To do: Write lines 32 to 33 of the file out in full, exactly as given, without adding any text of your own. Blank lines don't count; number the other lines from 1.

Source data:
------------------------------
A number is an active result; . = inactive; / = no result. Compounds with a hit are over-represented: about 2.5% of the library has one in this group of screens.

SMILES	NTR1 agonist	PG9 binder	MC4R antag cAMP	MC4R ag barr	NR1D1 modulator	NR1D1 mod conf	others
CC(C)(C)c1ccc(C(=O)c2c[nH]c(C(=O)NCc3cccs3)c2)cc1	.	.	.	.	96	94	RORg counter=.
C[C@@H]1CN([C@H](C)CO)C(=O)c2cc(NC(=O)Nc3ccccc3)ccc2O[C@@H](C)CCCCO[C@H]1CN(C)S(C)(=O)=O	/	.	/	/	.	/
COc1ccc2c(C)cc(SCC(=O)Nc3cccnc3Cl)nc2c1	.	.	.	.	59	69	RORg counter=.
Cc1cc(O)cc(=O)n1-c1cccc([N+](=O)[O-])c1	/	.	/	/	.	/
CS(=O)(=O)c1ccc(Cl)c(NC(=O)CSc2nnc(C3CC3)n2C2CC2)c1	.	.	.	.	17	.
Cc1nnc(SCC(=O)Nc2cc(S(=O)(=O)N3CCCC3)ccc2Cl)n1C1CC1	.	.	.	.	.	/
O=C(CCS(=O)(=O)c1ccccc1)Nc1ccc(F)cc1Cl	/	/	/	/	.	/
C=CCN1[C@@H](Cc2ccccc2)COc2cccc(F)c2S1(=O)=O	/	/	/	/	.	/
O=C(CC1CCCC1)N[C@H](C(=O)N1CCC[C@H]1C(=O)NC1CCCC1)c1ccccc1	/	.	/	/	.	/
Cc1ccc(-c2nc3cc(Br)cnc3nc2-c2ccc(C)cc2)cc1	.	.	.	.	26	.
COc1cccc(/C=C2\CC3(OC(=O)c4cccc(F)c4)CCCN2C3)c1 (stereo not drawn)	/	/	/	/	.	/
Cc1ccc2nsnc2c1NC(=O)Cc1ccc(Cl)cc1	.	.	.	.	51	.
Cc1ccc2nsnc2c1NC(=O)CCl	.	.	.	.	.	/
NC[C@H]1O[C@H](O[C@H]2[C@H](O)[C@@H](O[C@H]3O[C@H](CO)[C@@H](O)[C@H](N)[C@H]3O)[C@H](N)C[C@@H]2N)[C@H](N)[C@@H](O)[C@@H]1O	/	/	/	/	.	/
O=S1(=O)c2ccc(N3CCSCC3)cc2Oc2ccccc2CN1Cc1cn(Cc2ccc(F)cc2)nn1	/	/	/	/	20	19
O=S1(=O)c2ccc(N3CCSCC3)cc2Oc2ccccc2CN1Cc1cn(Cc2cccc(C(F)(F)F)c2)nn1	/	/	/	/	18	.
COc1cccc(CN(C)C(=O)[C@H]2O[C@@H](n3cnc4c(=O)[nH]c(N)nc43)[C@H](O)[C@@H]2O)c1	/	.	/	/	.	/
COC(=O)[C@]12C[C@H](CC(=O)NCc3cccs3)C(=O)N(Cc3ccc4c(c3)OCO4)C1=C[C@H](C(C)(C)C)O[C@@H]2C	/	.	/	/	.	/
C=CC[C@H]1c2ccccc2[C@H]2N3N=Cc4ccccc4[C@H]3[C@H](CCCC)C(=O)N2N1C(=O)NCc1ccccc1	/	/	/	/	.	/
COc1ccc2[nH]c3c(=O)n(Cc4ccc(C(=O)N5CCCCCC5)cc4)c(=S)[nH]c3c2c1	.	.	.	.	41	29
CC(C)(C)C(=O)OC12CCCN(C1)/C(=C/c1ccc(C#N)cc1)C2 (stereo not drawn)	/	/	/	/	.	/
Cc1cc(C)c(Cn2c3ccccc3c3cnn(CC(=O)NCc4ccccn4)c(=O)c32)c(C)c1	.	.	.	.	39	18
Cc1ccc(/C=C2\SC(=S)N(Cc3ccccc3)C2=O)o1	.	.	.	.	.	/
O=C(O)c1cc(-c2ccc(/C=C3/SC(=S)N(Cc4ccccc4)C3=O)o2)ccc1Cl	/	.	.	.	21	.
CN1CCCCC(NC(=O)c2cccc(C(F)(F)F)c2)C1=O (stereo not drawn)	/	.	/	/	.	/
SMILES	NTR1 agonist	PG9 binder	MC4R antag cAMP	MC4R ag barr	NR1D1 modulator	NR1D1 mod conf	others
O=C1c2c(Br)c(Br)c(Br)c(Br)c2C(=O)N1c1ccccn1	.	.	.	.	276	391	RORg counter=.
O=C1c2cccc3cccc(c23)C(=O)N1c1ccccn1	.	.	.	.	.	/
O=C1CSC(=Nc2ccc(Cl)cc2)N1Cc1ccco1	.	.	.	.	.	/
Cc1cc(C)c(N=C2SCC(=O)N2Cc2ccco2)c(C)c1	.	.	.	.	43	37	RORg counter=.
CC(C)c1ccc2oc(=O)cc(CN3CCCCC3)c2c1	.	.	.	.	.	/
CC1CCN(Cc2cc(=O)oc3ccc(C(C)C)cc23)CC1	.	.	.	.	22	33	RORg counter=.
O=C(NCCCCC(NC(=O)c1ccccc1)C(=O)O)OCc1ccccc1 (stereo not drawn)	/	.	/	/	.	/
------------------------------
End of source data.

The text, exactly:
Cc1cc(C)c(N=C2SCC(=O)N2Cc2ccco2)c(C)c1	.	.	.	.	43	37	RORg counter=.
CC(C)c1ccc2oc(=O)cc(CN3CCCCC3)c2c1	.	.	.	.	.	/